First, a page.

In this week's newsletter, the right has predicted that 'the end of Britain' is night because a pub in Devon renamed the ploughman's sandwich.
In a week where the cost of living crisis is starting to hit home, with energy bills rising from April 1, right wing media commentators were particularly interested in meaningless culture war nonsense that requires them to have a meltdown about a sandwich.
In #RightWingWatch news, I covered movements among Conservative pressure groups in Parliament, with both the Net Zero Scrutiny Group and the Conservative Environment Network increasing their support among Tory MPs amid a tug of war over green policies which could have wider implications for us all
I also looked at another Steve Baker group (he’s behind the Tufton Street Net Zero Watch and Net Zero Scrutiny Group), the Thatcher fan club, Conservative Way Forward. Baker announced he was relaunching the group in December, but it’s been delayed until April because they can’t seem to decide what their raison d’etre should be.
Getting very mad about a sandwich
Nigel Farage is angry because Disney has decided that 50% of roles in its productions will be from underrepresented groups, like ethnic minorities and LGBTQ people.
GB News is angry because a single pub in Devon renamed the ploughman’s sandwich the ploughperson’s sandwich, in a tongue in cheek nod to female farmers.
Daily Mail hack Andrew Pierce is upset that people receiving NHS care have to fill out a generic form which asks if they’re pregnant, even if they’re a man.
When did the right get so angry all the time at such tiny things? Has it always been like this? This isn’t normal behaviour, they’re losing their minds at a sandwich.
Nile Gardiner, the British mascot of US right wing think tank the Heritage Foundation, called the gender neutral sandwich ‘the end of Britain’. Wow, they’ve cancelled Britain now? Why? Oh, just because someone renamed a sandwich.
I really never knew that the ploughman’s was such a core part of British identity, but presumably that’s because I live in London, which is not part of Real Britain.
But it seems that the fear of progressive sandwiches is actually a global contagion. In Australia, right wing politician Mark Latham was forced into publicly soiling himself over a ‘vegan rainbow sandwich’ sold in the New South Wales Parliament.
These days, it seems that if you mention colonialism even happened, you’ll be accused by the frothing nationalists at places like GB News and Breitbart of attempting to literally destroy your own country.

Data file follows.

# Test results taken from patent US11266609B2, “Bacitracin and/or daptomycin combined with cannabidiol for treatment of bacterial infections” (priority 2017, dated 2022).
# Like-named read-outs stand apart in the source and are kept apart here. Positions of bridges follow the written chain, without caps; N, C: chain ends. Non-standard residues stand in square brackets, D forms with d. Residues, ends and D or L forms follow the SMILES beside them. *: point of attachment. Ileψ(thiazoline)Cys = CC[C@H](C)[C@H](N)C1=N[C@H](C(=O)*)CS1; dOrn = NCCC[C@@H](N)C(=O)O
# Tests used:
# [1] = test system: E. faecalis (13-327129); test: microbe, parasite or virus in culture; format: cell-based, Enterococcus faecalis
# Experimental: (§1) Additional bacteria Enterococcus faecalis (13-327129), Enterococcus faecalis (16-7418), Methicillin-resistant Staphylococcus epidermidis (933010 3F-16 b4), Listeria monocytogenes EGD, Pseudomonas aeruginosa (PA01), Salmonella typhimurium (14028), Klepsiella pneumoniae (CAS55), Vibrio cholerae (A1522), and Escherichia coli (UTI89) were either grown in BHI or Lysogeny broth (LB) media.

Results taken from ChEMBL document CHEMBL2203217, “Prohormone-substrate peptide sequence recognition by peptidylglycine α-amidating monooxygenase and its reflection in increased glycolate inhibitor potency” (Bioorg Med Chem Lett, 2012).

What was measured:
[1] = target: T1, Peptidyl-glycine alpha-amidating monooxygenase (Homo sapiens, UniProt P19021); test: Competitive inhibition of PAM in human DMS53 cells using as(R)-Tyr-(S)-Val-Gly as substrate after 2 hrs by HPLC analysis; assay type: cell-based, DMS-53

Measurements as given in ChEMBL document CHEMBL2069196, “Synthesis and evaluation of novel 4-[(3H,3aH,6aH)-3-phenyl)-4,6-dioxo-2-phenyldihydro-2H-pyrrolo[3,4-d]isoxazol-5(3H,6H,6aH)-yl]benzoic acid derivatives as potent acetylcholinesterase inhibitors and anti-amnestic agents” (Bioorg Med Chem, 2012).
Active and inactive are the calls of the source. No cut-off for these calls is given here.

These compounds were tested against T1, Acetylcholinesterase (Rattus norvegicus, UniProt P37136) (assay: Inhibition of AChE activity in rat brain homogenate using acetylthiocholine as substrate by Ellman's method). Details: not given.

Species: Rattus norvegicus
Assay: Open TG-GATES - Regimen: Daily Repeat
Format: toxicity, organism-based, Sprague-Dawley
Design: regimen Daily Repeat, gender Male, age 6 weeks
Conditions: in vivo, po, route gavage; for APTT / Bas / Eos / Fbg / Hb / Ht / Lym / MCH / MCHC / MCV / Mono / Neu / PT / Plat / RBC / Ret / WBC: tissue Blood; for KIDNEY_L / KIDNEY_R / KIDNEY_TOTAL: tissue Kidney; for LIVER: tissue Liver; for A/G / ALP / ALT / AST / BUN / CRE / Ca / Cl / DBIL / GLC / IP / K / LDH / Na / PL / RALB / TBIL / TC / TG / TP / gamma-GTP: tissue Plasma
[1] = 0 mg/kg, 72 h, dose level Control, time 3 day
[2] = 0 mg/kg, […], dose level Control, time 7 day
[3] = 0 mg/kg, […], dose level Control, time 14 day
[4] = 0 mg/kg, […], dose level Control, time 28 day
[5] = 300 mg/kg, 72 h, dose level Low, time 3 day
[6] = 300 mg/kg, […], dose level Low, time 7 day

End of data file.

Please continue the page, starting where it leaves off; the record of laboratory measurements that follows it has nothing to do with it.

Which in a strange way is actually a frank admission that a lot of Britain was indeed built by the dead labour of millions of exploited colonial subjects and the wealth extracted by their masters.
A couple of weeks ago, Breitbart London claimed that the National Museum Wales was trying to ‘cancel’ the steam train, after it launched a BLM-inspired review of its collection with the intent of decolonising the museum’s production of knowledge about the past.
Admitting that items in its collection were historically linked to colonialism and slavery isn’t what I would call ‘cancelling’ the steam train. The steam train still exists, after all, but it appears that it’s the reassessment of past history which troubles the Defenders of Empire over at these right wing publications.
Because the museum was inspired to reassess its collection by the Black Lives Matter protests, they also decided to include placards from the 2020 BLM protests in its collection. And would you guess who was annoyed at that? That’s right, Nigel Farage.
Farage against the machine
I’ve been reading Michael Crick’s biography of Nigel Farage, which contains some rather juicy interviews with some of his contemporaries at school. I already knew the story about how he once marched through a Sussex village shouting Hitler Youth songs, and used to love the fact that his initials were the same as those of the National Front.
But there are accounts from a number of other pupils, one of whom said he suffered “frequent anti-Semitic verbal abuse by Farage.” Another Jewish pupil said Farage would walk up to him and say “Hitler was right”, or “Gas ‘em”.
“He was a deeply unembarrassed racist”, another pupil said, who “relished rubbing people up the wrong way”. Like a lot of modern internet trolls, he would brush off his frequent use of racism as just a means to troll other pupils or the teaching staff who he considered to be too left wing.
Getting mad at BLM placards or a sandwich may seem bizarre behaviour, but it’s just what Farage has always been doing. Provoking, trolling, seeking attention. But I think the difference now is that the culture he represents is on the back foot.
No longer can you hide your racism among the generalised prejudices of 1970s Britain. Nigel Farage’s views in the 70s may have not been so remarkable because many more people held them. Now you can’t go around saying ‘Hitler was right’ on GB News, so you have to dog whistle about a sandwich, which looks pathetic and ridiculous.
Farage and co are still schoolboys trying to provoke a reaction. The difference is that now, people like him are in charge of the government and a lot of the media, and so they can’t get angry about any of the things they’re responsible for, like the cost of living crisis, wage stagnation and poverty.
With the start of April and energy prices skyrocketing, I’m sceptical about how many people will be convinced that a sandwich in Devon is really the main problem facing Britain.
John Lubbock leads on the Right-Watch project at Left Foot Forward
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